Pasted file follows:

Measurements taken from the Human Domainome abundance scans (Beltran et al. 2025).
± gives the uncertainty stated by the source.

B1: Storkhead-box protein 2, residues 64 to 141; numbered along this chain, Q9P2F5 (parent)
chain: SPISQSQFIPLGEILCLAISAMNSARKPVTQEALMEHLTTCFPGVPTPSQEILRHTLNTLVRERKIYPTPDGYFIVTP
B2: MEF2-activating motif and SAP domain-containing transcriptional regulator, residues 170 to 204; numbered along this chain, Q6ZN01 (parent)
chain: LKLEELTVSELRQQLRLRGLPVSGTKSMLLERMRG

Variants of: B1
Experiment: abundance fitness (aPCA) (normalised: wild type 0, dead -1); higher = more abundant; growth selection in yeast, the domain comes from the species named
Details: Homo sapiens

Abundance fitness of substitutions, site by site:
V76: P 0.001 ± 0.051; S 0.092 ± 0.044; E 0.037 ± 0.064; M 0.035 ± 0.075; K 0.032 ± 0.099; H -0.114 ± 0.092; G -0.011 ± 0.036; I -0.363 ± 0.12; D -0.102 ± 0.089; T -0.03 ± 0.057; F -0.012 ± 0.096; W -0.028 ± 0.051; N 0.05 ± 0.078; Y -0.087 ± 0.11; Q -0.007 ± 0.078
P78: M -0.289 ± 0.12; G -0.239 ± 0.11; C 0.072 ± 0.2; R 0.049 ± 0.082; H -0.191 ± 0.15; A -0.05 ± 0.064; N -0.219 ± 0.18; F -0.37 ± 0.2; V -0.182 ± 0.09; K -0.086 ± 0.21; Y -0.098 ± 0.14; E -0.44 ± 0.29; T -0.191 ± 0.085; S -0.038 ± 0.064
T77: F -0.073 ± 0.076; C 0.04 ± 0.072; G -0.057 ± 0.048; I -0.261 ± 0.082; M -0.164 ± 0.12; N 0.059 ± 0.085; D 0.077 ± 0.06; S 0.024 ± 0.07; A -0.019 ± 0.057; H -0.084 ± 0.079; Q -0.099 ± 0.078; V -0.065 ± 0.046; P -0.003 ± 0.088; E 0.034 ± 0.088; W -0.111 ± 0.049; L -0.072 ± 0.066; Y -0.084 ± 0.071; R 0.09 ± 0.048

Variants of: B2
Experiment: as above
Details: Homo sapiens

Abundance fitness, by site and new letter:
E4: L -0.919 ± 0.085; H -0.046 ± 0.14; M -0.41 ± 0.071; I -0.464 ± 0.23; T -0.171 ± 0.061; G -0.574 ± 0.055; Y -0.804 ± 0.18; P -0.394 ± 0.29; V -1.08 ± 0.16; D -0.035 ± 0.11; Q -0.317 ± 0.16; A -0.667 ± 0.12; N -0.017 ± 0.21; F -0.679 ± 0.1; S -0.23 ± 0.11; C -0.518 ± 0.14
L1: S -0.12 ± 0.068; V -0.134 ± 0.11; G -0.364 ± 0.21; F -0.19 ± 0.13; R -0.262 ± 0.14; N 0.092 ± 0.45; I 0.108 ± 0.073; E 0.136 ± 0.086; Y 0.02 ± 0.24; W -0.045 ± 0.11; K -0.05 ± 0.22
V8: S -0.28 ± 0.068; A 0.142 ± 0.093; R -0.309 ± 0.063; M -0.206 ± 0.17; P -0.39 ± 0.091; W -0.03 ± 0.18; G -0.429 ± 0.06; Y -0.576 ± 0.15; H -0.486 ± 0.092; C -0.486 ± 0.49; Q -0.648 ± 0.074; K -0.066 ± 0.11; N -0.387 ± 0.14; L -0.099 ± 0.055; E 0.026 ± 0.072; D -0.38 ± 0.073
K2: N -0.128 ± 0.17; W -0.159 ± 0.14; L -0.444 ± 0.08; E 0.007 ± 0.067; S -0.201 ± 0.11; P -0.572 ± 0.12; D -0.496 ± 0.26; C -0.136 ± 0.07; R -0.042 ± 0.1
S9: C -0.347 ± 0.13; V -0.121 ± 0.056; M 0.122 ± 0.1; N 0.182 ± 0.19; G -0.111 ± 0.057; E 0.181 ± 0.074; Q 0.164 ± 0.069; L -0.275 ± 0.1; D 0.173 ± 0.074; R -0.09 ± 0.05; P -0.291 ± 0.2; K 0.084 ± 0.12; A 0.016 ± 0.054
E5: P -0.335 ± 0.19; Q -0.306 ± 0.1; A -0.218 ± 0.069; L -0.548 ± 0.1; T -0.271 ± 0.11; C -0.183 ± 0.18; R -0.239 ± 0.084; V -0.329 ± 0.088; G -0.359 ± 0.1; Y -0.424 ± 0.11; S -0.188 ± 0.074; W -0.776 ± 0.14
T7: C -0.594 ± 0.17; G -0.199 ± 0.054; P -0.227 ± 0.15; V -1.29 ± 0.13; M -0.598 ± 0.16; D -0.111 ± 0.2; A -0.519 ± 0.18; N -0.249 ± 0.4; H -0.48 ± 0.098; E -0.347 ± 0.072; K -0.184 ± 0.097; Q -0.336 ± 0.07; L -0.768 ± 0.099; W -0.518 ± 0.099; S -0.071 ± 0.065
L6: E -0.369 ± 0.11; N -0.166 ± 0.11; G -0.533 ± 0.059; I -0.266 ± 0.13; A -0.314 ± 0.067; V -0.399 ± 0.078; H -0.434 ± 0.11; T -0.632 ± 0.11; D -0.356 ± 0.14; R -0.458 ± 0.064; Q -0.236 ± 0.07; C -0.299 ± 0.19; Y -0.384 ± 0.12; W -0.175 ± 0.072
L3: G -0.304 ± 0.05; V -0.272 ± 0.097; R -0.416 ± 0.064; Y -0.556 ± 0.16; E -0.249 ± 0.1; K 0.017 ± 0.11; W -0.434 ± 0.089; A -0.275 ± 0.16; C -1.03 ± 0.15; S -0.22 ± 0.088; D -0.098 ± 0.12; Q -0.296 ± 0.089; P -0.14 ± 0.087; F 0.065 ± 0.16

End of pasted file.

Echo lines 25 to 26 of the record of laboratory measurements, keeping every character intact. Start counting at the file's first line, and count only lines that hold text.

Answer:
L6: E -0.369 ± 0.11; N -0.166 ± 0.11; G -0.533 ± 0.059; I -0.266 ± 0.13; A -0.314 ± 0.067; V -0.399 ± 0.078; H -0.434 ± 0.11; T -0.632 ± 0.11; D -0.356 ± 0.14; R -0.458 ± 0.064; Q -0.236 ± 0.07; C -0.299 ± 0.19; Y -0.384 ± 0.12; W -0.175 ± 0.072
L3: G -0.304 ± 0.05; V -0.272 ± 0.097; R -0.416 ± 0.064; Y -0.556 ± 0.16; E -0.249 ± 0.1; K 0.017 ± 0.11; W -0.434 ± 0.089; A -0.275 ± 0.16; C -1.03 ± 0.15; S -0.22 ± 0.088; D -0.098 ± 0.12; Q -0.296 ± 0.089; P -0.14 ± 0.087; F 0.065 ± 0.16